Mass Mailing
May 10th, 2010

I am participating in Momalom’s Five for Ten, but I’m slow on the uptake and forgot about their designated topics.  I will be back on the wagon with an extra post tomorrow, and another on Wednesday. 

Let’s pretend you’re a friend of mine in the real world.  (Maybe you are.)  Let’s pretend that we know each other and used to keep in close contact, but due to the obligations of career and family we don’t check in as often as we used to.  And let’s pretend I wrote you the following letter (or e-mail, we should be a little realistic) last week.

Dear Friend,

Hi there.  How’ve you been?  It’s been a few weeks since we last talked and I just wanted to say hello and let you know what I’ve been up to.  Life is, for the most part, normal, and we are all doing well. 

I finally went through the stacks of journals and letters that my mom brought up last month.  It was pretty embarrassing to read so many of my thoughts from those years.  I suppose adolescence is a cross we all must bear, but after reliving it through the journal entries, I’m glad it’s behind me.  One by one I’m throwing them out, and I have to say, it feels good.

GAP’s sister and her husband came to visit recently.  We had a great time getting caught up with them.  They hadn’t seen IEP in a while and I think they had fun playing with him.  We had a fun outing to a park one afternoon.  And Saturday night we went out to dinner and had some really interesting conversation.  I really enjoy their visits.

IEP’s sign language is coming along and I’m so thankful that he picks up new signs so quickly, since his words are coming more slowly.  We’re working hard to get him to express his needs as specifically as possible, and he does pretty well.  His 18-month check-up is coming up and I’m excited to see how much he’s grown.

Not much else to report.  Please drop me a line when you can and fill me in on your most recent ongoings.  And let’s talk soon.

Love,
Gale

Okay, now let’s pretend that instead of the e-mail above, you saw the following updates to my Facebook status.

  • Ugh.  Sorting through old journals and letters this weekend.  So glad not to be in adolescence anymore. 
  • In-laws coming to visit this weekend.  It’s been ages since we’ve seen them and I can’t wait.
  • Weekend with in-laws was a blast.  Fun with IEP and a terrific grown-up dinner too.  Thanks for coming, guys.
  • IEP is learning new signs left and right these days.  I’m so proud of him.  Keeps us all sane until he starts learning more words. 

The same basic information was communicated in both formats.  But by comparison, the FB updates seem so terse and impersonal.  They are a scattershot out to a couple hundred people who may or may not be reading, and may or may not (likely not) say anything back.  On the other hand, my oh my, is FB efficient!  In less than 30 seconds I can update scores of people on my life.  I could never write all these people an individual e-mail.  I’d have carpal tunnel and sleep deprivation within a day.  I’d feel smothered by the obligation of so much correspondence.  And after a while I’d cease to enjoy the personal touch of one-on-one communication.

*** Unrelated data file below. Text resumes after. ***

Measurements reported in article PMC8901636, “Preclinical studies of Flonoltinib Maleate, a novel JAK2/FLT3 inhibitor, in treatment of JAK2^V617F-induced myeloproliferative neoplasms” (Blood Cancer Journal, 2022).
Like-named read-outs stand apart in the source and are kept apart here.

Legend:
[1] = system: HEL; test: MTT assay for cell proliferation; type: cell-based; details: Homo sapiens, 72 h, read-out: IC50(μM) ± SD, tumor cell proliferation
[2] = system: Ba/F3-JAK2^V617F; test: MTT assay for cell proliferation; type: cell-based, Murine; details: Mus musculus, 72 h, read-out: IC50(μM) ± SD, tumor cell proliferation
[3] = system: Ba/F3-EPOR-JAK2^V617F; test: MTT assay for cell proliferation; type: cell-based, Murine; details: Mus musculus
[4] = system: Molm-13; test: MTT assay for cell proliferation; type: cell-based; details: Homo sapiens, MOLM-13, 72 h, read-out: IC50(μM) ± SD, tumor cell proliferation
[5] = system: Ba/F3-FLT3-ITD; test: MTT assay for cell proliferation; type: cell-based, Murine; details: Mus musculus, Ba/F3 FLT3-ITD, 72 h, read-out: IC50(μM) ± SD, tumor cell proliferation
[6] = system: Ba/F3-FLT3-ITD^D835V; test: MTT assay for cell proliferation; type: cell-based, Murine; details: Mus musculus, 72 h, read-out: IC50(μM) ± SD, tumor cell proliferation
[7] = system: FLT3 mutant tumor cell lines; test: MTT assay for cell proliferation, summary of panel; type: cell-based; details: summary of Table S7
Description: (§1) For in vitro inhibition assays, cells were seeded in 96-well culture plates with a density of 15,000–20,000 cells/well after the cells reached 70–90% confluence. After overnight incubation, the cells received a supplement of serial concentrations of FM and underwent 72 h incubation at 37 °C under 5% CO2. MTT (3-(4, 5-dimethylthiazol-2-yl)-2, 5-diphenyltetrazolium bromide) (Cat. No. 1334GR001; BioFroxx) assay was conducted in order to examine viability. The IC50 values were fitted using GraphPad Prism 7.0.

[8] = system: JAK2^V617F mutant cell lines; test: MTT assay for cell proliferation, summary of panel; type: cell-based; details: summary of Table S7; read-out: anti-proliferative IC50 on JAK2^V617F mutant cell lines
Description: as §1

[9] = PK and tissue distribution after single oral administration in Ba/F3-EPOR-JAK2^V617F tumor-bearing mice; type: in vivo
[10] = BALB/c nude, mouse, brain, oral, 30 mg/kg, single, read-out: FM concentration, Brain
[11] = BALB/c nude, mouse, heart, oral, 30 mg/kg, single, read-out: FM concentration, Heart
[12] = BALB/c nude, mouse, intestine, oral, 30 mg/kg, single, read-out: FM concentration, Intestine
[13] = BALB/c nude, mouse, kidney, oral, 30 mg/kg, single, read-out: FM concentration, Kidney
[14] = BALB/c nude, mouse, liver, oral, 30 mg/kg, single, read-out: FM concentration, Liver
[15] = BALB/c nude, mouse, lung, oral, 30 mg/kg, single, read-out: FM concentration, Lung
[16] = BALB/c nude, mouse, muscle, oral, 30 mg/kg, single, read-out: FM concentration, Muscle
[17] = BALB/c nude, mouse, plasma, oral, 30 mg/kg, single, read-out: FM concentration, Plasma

Nevertheless, these days I’m really struggling with the inundation of communication that never goes deeper than a text message.  Yes, my message gets to more people more quickly via FB updates or Twitter.  But to what end?  I’ve delivered a fact.  Some people will read it.  A few of them will smile and be happy to know that I’m doing well and what I’m up to.  But what does it really accomplish for me to put my life on a virtual (and password-protected) billboard if true back-and-forth interaction never occurs?  (Yes, I understand that you can comment back and forth on FB and Twitter updates, but I don’t count that as meaningful interaction.)  Just because I know that Friend A’s trip to Vegas was a success, and Friend B ate too much cheesecake for dessert, and Friend C is stuck at the office on a Saturday doesn’t mean that a relationship exists there.  They’re all just data points.

Isn’t data, though, when shared back and forth in a thoughtful and reciprocal way what constitutes a relationship in the first place?  Why should I discriminate against this type of exchange, especially if I concede that it facilitates communication with a much broader range of people than I could ever manage on my own?  And this is exactly where I start to bang my head against the wall:

Would I rather have a fewer number of friends (or “friends”) with whom I communicate regularly and in depth?  Or would I rather stay abreast of broad swaths of people from my past but never really communicate with them?  And perhaps most perplexing of all, if I choose the former, is there anyone out there who’s willing to travel the same path?  Or has everyone migrated so thoroughly over to the FB model that I no longer have a choice? 

Every time the electronic world takes a leap forward the media jumps up and down publishing stories about how technology moves more quickly than a culture’s ability to adapt to it.  I’m finding myself in one of those moments; struggling to understand in this new landscape of friendship not only what I want, but whether it’s even available to me anymore.

7 Responses to “Mass Mailing”